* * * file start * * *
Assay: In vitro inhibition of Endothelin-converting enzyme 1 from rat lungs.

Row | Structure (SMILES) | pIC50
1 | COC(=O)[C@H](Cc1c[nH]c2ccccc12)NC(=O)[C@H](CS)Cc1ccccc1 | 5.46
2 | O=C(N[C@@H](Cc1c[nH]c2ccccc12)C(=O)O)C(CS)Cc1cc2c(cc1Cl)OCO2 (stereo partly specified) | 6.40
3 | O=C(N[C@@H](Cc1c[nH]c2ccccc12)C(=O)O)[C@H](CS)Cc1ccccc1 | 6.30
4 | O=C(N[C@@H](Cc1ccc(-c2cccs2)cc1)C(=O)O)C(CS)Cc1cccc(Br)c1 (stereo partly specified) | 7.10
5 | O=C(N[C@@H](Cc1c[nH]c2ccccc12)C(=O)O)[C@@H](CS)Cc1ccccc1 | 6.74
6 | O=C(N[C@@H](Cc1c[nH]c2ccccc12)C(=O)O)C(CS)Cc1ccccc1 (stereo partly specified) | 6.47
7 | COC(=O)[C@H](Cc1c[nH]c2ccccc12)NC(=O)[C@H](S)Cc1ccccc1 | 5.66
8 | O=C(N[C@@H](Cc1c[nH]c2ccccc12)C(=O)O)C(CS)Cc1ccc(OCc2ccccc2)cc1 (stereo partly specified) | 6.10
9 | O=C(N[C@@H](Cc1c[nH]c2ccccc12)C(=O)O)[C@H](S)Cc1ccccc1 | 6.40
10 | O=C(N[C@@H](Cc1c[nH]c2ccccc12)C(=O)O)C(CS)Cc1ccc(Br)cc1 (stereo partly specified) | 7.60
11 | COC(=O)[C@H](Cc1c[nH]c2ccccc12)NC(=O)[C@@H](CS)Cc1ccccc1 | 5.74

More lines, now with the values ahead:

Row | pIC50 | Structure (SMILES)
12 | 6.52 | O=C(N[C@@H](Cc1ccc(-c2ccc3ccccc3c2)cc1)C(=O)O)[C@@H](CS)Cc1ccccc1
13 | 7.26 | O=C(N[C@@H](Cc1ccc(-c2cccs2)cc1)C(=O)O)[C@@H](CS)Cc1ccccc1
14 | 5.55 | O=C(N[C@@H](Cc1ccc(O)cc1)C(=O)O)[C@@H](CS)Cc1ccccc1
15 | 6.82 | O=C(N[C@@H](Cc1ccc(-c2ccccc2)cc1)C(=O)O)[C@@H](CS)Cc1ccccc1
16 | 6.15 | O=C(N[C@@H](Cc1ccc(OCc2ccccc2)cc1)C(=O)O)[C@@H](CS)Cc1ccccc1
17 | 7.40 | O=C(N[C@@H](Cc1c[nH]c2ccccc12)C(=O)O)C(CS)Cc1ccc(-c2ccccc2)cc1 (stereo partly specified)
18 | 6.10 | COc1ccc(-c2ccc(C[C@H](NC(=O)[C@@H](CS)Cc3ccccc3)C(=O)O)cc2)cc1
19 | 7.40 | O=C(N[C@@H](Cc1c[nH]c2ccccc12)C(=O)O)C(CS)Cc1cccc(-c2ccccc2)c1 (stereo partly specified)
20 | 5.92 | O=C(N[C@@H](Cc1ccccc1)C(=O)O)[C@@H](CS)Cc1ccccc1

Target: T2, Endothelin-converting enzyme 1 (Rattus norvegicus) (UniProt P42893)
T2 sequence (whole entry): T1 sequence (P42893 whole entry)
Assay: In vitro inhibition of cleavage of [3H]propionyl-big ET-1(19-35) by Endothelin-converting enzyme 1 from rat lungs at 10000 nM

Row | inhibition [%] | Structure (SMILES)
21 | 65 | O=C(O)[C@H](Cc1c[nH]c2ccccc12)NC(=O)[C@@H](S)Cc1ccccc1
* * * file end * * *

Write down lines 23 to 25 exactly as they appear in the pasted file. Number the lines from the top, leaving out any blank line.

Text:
19 | 7.40 | O=C(N[C@@H](Cc1c[nH]c2ccccc12)C(=O)O)C(CS)Cc1cccc(-c2ccccc2)c1 (stereo partly specified)
20 | 5.92 | O=C(N[C@@H](Cc1ccccc1)C(=O)O)[C@@H](CS)Cc1ccccc1

Target: T2, Endothelin-converting enzyme 1 (Rattus norvegicus) (UniProt P42893)